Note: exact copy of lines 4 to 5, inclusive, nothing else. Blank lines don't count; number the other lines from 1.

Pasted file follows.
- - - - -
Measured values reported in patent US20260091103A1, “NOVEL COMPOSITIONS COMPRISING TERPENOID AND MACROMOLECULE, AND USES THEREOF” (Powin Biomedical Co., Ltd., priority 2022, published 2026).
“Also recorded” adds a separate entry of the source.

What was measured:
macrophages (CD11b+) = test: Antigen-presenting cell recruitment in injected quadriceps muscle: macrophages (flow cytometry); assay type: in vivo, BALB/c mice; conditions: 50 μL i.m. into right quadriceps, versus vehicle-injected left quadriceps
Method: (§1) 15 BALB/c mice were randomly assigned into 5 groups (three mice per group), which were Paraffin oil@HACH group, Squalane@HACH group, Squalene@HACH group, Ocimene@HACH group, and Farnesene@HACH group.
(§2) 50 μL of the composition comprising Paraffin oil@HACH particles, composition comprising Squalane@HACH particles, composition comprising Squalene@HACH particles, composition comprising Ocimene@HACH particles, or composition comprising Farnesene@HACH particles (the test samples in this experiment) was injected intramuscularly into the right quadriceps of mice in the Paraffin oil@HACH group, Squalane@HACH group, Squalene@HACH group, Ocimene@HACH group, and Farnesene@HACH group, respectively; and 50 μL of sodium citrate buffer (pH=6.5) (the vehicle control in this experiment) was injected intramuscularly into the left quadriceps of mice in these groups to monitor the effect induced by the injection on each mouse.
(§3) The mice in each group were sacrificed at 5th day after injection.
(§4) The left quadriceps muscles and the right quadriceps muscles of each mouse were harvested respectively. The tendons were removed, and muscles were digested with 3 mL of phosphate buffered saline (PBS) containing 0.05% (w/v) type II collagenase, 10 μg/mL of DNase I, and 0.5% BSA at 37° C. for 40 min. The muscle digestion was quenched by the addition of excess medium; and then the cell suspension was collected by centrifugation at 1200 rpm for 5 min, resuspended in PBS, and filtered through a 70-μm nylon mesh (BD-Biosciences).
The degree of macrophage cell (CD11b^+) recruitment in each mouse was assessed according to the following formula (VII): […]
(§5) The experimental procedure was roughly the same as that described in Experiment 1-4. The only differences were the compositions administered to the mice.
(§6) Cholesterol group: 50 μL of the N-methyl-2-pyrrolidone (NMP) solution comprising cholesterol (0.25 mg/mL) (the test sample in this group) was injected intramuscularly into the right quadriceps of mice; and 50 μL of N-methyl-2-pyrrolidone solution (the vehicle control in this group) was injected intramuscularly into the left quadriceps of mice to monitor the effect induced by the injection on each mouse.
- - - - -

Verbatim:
macrophages (CD11b+) = test: Antigen-presenting cell recruitment in injected quadriceps muscle: macrophages (flow cytometry); assay type: in vivo, BALB/c mice; conditions: 50 μL i.m. into right quadriceps, versus vehicle-injected left quadriceps
Method: (§1) 15 BALB/c mice were randomly assigned into 5 groups (three mice per group), which were Paraffin oil@HACH group, Squalane@HACH group, Squalene@HACH group, Ocimene@HACH group, and Farnesene@HACH group.